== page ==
DIONNE WARWICK / “Alfie”
It has been a hard week, a terribly hard week. Early Wednesday morning I received the troubling news that fellow poet and all-around real good people, Sekou Sundiata made his transition. I fought through the fog of sadness and tried to continue to work but then, unbelievably on the same day within one hour’s time, I received even more disconcerting news: Doug was dead.
Visual artist and co-founder of Ashe Cultural Center in New Orleans, Douglas Redd expired after a long illness. Since April of 2006 I have been spending at least six nights a week sitting with Doug, making sure he took his medication, talking with him, viewing all kinds of films together, dapping each other, hand-holding, embracing. The last couple of weeks were extremely taxing. Doug was mostly in and out of partial consciousness. Sometimes moaning and speaking in tortured tongue. And I could do nothing more to help him but be there. Hold his hand, touch his arm. He died early in the morning. I pulled the night shift; we saw each other, spoke, touched, mere hours before he died.
For a minute after getting the word I couldn’t see the computer screen. Really it was more than a minute. And then a song came to me. “Alfie.” That opening line: “What’s it all about….”
Instantly I knew what I would be featuring as the classic for this week’s BoL. (All the Warwick tracks are available on Walk On By: Definitive Collection.)
I don’t listen that often to Dionne Warwick. It’s hard for me to stomach the corny pop arrangements, nevertheless, the schmaltz and schlock notwithstanding, Dionne was absolutely in a class by herself when it came to breathing life and passion into music that might otherwise be best suited for Lawrence Welk’s bandstand.
First off, Dionne’s voice was distinctive, immediately recognizable; if she was on the radio you couldn’t just walk on by without pausing to listen to the diamond clarity of her notes, the seemingly effortless grace of the way her voice soared. Second, her phrasing was impeccable even if she was uttering something as jejune as “what the world needs now is love.” (Sure we all need love but that pop ditty was so clichéd.) Third, Dionne made you believe the drama she was singing about was a tale drawn from personal life experience. She asked, “Are you there with another…?” and in our heart of hearts we knew the answer and from the way she sang it. Furthermore, we knew Dionne also knew the answer was yes.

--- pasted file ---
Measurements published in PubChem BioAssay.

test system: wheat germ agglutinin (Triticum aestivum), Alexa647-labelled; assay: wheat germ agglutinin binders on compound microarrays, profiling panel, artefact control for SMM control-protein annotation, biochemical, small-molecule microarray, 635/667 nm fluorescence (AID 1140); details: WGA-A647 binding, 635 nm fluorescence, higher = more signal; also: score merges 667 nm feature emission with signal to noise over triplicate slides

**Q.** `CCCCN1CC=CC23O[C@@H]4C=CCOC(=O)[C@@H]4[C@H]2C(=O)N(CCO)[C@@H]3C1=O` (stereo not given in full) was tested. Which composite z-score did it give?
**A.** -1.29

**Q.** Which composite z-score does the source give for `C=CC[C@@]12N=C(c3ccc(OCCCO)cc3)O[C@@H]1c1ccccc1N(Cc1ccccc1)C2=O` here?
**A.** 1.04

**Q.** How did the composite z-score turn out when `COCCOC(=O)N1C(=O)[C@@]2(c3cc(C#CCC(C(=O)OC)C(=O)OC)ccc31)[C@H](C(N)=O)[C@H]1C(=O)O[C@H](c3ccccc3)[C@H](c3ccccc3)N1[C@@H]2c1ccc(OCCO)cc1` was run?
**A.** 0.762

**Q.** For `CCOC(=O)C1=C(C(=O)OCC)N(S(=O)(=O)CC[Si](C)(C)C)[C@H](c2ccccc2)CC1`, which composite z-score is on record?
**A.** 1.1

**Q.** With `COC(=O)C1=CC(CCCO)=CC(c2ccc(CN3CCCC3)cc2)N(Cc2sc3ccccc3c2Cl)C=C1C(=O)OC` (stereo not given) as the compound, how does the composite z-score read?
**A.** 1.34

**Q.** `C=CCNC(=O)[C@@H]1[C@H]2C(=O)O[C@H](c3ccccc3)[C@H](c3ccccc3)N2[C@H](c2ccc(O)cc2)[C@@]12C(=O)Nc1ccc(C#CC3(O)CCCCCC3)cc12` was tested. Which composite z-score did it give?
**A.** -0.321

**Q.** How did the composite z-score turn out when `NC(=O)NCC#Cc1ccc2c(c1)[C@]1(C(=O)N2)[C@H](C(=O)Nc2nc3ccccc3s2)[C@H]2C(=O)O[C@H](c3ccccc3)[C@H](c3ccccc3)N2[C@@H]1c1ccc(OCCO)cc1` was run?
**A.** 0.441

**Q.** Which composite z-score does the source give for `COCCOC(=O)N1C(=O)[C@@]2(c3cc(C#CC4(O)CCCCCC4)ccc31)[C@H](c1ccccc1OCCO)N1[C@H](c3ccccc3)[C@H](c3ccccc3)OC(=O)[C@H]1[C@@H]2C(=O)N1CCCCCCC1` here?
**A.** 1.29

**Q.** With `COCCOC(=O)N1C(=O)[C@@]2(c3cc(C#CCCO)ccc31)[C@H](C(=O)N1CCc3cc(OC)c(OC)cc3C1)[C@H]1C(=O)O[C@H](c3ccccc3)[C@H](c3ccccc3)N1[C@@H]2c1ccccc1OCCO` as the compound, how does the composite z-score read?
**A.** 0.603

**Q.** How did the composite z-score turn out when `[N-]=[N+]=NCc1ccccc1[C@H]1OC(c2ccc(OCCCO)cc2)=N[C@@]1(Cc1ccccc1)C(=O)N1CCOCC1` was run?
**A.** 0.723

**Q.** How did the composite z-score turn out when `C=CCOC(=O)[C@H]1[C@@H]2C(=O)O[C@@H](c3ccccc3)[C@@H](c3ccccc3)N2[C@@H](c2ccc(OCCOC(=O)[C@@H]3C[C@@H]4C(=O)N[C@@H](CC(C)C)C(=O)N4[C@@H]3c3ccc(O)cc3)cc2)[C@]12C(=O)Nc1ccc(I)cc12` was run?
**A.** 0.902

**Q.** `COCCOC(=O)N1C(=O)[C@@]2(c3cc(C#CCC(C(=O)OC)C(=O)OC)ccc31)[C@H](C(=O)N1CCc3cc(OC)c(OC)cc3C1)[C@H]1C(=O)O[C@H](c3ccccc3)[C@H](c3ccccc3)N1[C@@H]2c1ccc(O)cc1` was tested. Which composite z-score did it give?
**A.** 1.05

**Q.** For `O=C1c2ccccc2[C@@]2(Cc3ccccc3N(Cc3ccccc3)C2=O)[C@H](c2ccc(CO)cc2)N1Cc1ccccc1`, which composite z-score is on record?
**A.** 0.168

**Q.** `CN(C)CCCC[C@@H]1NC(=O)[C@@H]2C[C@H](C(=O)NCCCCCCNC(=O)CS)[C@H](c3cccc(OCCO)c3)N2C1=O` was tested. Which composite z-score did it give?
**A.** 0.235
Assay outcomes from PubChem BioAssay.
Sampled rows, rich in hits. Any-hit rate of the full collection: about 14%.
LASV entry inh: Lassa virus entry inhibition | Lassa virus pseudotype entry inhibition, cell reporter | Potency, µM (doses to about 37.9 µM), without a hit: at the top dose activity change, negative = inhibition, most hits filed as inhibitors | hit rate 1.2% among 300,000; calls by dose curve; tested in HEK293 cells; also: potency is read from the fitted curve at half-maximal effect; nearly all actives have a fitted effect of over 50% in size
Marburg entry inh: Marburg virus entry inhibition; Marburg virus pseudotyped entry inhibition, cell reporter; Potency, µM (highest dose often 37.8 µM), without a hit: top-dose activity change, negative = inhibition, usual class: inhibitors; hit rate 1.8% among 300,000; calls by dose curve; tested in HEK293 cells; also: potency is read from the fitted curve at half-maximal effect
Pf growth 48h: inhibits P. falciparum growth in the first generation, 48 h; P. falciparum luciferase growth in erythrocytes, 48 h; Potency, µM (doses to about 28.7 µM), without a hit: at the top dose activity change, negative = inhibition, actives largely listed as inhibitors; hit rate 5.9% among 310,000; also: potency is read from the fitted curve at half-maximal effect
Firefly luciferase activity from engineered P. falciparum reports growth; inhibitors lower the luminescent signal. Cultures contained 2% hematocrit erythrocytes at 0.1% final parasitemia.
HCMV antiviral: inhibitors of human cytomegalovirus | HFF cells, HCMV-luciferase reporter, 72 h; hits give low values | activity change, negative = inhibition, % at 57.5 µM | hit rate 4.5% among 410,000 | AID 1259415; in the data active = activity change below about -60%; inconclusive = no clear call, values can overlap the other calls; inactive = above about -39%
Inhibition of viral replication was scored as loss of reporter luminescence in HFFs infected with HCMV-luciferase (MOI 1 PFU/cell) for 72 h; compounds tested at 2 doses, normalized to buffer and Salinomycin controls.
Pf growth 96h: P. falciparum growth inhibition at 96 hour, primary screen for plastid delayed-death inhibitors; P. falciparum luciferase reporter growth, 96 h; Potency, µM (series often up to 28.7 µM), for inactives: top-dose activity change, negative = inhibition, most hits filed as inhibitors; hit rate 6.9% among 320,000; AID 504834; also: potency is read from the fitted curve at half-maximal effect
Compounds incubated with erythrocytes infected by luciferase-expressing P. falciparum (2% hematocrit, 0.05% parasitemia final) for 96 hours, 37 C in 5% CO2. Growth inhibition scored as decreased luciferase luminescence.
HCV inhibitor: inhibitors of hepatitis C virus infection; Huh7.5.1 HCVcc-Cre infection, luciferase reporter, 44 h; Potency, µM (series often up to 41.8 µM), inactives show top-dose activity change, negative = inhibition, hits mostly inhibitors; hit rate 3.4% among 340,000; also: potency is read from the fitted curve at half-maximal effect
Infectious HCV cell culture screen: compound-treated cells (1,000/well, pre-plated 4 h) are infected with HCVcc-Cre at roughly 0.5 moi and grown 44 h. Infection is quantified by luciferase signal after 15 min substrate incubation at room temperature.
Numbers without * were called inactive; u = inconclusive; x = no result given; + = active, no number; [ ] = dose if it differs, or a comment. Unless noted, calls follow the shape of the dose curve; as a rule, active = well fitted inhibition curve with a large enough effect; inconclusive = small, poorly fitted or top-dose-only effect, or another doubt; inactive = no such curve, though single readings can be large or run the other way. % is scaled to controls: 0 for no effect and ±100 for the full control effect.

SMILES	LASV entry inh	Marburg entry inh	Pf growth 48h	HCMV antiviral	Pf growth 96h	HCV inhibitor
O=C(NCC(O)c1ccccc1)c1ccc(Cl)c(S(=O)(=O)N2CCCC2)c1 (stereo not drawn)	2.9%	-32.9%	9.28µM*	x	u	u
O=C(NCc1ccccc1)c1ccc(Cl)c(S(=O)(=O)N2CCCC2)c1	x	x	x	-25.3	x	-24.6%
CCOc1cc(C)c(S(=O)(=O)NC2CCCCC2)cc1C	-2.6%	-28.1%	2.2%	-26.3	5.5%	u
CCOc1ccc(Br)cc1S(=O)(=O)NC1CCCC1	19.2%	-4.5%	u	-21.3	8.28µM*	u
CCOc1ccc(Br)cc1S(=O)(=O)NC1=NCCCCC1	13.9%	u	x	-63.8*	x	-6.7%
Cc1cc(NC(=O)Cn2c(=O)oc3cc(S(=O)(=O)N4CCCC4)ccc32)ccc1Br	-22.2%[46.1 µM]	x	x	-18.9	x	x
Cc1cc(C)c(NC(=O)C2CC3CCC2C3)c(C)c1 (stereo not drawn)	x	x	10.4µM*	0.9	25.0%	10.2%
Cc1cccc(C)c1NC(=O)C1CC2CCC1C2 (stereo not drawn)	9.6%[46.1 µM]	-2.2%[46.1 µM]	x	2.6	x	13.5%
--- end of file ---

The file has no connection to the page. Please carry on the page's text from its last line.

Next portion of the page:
I got into Dionne Warwick back in the early sixties. I started collecting her albums from the beginning. Within four or five years I moved on to musically deeper waters but there is still a soft spot in my armor when I hear Dionne turn Hallmark greeting card sentiments into serious statements that sonically capture particularly crucial life moments.
“Is it just for the moment we live?”
Perhaps, these songs will not seriously strike you and maybe the melodramatic pop arrangements will push you away, but then again, perhaps, just perhaps, something has happened in your life recently: a love lost, a betrayal, a setback, a missed opportunity, a death, something serious or tragic or that you honestly regret, perhaps, and because of that, perhaps, you too will share a silent moment with me, pause and reflect on the deep contradictions of life, accompanied by Dionne singing something that seems to perfectly articulate where you and I are at at this hard moment. Perhaps, you and I, accompanied by Dionne, will say a little prayer before moving on to whatever is next on our life agendas.
—Kalamu ya Salaam
An R.I.P. for Doug
Baba, I have to say an R.I.P. for Doug too. I never really knew him—the times when he and I were around each other, I was just a kid. I do remember a little art studio crowded with canvases and ink and mallets and metal. I remember an epic set of dreadlocks, skin the color of fresh tar and a constant smile.
I remember the last time I saw him too. Believe it or not, I was delivering milk to the Ashe center. Doug unlocked the side door for me. He started to help me, but I could tell he was in the middle of something. I told him I had it under control and he told me, with that constant smile of his, "Cool." He asked about you and Mama and the rest of the family, and then off he went. That was it.
* * *
So, Dionne Warwick, huh? I have to say, I'm at quite a disadvantage. The problem for me is, all I really know about Dionne Warwick is "Walk On By," the Mos Def sample from "Anyone Who Had A Heart" and the Psychic Friends Network. I'm not going to lie and say any of these songs are about to turn me into a fan, but if her music helps in a moment like this, more power to her.
And Doug, R.I.P. my man.
—Mtume ya Salaam
This entry was posted on Sunday, July 22nd, 2007 at 12:20 am and is filed under Classic. You can follow any responses to this entry through the RSS 2.0 feed. You can leave a response, or trackback from your own site.
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